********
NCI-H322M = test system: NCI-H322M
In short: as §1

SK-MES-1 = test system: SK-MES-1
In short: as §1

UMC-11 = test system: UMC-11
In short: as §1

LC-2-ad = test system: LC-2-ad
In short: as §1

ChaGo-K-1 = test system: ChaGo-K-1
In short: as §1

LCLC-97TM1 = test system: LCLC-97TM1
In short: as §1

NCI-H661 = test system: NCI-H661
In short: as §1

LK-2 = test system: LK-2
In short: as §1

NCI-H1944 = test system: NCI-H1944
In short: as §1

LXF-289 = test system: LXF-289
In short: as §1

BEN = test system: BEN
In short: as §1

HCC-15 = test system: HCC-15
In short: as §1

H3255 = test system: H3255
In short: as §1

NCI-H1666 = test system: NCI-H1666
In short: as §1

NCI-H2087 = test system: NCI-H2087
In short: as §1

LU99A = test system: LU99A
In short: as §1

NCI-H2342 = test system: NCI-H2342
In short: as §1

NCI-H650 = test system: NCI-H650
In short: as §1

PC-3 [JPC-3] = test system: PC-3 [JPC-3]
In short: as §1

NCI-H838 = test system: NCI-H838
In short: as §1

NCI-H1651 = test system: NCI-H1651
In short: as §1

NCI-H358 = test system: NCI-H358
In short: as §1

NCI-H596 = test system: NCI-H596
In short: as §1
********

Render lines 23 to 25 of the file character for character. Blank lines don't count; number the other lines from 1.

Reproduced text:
HCC-15 = test system: HCC-15
In short: as §1

H3255 = test system: H3255